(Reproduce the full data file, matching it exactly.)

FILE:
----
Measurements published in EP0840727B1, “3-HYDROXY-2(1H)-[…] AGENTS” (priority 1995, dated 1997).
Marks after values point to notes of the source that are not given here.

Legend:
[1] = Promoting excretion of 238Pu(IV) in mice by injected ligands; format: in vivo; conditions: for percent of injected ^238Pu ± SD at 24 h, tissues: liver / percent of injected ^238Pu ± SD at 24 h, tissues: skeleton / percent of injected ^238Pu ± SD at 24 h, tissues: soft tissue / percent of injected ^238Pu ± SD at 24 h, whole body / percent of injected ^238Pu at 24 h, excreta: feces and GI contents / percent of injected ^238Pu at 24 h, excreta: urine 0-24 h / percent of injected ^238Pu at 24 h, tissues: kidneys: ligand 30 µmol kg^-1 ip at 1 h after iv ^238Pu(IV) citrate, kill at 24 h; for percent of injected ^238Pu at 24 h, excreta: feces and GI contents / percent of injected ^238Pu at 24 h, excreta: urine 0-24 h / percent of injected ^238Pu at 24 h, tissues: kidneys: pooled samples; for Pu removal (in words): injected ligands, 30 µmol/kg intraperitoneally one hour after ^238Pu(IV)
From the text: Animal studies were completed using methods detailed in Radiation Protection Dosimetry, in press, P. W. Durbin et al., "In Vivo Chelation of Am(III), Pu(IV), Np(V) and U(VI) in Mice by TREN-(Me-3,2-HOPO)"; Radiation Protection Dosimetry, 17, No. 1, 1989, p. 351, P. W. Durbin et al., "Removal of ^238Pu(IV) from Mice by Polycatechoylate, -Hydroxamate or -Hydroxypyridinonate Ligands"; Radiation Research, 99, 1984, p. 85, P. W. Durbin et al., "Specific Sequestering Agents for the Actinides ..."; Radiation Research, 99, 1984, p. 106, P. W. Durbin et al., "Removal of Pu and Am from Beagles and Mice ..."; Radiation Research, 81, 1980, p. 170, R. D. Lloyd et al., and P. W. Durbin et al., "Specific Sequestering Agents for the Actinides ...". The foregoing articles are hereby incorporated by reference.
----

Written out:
Measurements published in EP0840727B1, “3-HYDROXY-2(1H)-[…] AGENTS” (priority 1995, dated 1997).
Marks after values point to notes of the source that are not given here.

Legend:
[1] = Promoting excretion of 238Pu(IV) in mice by injected ligands; format: in vivo; conditions: for percent of injected ^238Pu ± SD at 24 h, tissues: liver / percent of injected ^238Pu ± SD at 24 h, tissues: skeleton / percent of injected ^238Pu ± SD at 24 h, tissues: soft tissue / percent of injected ^238Pu ± SD at 24 h, whole body / percent of injected ^238Pu at 24 h, excreta: feces and GI contents / percent of injected ^238Pu at 24 h, excreta: urine 0-24 h / percent of injected ^238Pu at 24 h, tissues: kidneys: ligand 30 µmol kg^-1 ip at 1 h after iv ^238Pu(IV) citrate, kill at 24 h; for percent of injected ^238Pu at 24 h, excreta: feces and GI contents / percent of injected ^238Pu at 24 h, excreta: urine 0-24 h / percent of injected ^238Pu at 24 h, tissues: kidneys: pooled samples; for Pu removal (in words): injected ligands, 30 µmol/kg intraperitoneally one hour after ^238Pu(IV)
From the text: Animal studies were completed using methods detailed in Radiation Protection Dosimetry, in press, P. W. Durbin et al., "In Vivo Chelation of Am(III), Pu(IV), Np(V) and U(VI) in Mice by TREN-(Me-3,2-HOPO)"; Radiation Protection Dosimetry, 17, No. 1, 1989, p. 351, P. W. Durbin et al., "Removal of ^238Pu(IV) from Mice by Polycatechoylate, -Hydroxamate or -Hydroxypyridinonate Ligands"; Radiation Research, 99, 1984, p. 85, P. W. Durbin et al., "Specific Sequestering Agents for the Actinides ..."; Radiation Research, 99, 1984, p. 106, P. W. Durbin et al., "Removal of Pu and Am from Beagles and Mice ..."; Radiation Research, 81, 1980, p. 170, R. D. Lloyd et al., and P. W. Durbin et al., "Specific Sequestering Agents for the Actinides ...". The foregoing articles are hereby incorporated by reference.